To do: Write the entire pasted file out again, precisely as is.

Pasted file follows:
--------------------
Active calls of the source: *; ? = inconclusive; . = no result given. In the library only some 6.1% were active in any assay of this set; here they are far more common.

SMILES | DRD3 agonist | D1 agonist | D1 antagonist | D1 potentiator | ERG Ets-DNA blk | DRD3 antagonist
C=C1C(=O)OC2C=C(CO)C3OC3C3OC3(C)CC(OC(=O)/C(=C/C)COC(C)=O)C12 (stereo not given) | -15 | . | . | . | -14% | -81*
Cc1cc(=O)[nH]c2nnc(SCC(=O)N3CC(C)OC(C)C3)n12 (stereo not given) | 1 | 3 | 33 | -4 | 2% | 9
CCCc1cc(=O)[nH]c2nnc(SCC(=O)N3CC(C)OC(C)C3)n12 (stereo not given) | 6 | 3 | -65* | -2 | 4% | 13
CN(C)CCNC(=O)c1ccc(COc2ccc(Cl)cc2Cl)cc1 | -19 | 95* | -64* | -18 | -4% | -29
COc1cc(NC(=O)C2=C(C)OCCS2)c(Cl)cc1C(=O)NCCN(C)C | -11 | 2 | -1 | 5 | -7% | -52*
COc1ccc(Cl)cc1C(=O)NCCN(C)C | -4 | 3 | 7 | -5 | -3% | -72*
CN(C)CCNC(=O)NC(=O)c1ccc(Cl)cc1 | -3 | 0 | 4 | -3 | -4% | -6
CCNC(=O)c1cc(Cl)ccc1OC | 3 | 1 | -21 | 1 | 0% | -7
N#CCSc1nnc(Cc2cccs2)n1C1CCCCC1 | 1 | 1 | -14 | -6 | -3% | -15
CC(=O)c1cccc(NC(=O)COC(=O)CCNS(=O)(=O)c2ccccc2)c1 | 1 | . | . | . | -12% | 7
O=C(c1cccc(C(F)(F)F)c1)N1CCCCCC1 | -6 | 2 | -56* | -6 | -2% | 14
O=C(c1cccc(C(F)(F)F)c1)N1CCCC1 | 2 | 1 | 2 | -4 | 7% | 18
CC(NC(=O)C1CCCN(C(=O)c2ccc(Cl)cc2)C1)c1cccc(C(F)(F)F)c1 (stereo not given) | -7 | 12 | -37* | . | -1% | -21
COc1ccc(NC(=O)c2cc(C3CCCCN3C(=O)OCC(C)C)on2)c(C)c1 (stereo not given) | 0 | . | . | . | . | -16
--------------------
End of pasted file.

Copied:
Active calls of the source: *; ? = inconclusive; . = no result given. In the library only some 6.1% were active in any assay of this set; here they are far more common.

SMILES | DRD3 agonist | D1 agonist | D1 antagonist | D1 potentiator | ERG Ets-DNA blk | DRD3 antagonist
C=C1C(=O)OC2C=C(CO)C3OC3C3OC3(C)CC(OC(=O)/C(=C/C)COC(C)=O)C12 (stereo not given) | -15 | . | . | . | -14% | -81*
Cc1cc(=O)[nH]c2nnc(SCC(=O)N3CC(C)OC(C)C3)n12 (stereo not given) | 1 | 3 | 33 | -4 | 2% | 9
CCCc1cc(=O)[nH]c2nnc(SCC(=O)N3CC(C)OC(C)C3)n12 (stereo not given) | 6 | 3 | -65* | -2 | 4% | 13
CN(C)CCNC(=O)c1ccc(COc2ccc(Cl)cc2Cl)cc1 | -19 | 95* | -64* | -18 | -4% | -29
COc1cc(NC(=O)C2=C(C)OCCS2)c(Cl)cc1C(=O)NCCN(C)C | -11 | 2 | -1 | 5 | -7% | -52*
COc1ccc(Cl)cc1C(=O)NCCN(C)C | -4 | 3 | 7 | -5 | -3% | -72*
CN(C)CCNC(=O)NC(=O)c1ccc(Cl)cc1 | -3 | 0 | 4 | -3 | -4% | -6
CCNC(=O)c1cc(Cl)ccc1OC | 3 | 1 | -21 | 1 | 0% | -7
N#CCSc1nnc(Cc2cccs2)n1C1CCCCC1 | 1 | 1 | -14 | -6 | -3% | -15
CC(=O)c1cccc(NC(=O)COC(=O)CCNS(=O)(=O)c2ccccc2)c1 | 1 | . | . | . | -12% | 7
O=C(c1cccc(C(F)(F)F)c1)N1CCCCCC1 | -6 | 2 | -56* | -6 | -2% | 14
O=C(c1cccc(C(F)(F)F)c1)N1CCCC1 | 2 | 1 | 2 | -4 | 7% | 18
CC(NC(=O)C1CCCN(C(=O)c2ccc(Cl)cc2)C1)c1cccc(C(F)(F)F)c1 (stereo not given) | -7 | 12 | -37* | . | -1% | -21
COc1ccc(NC(=O)c2cc(C3CCCCN3C(=O)OCC(C)C)on2)c(C)c1 (stereo not given) | 0 | . | . | . | . | -16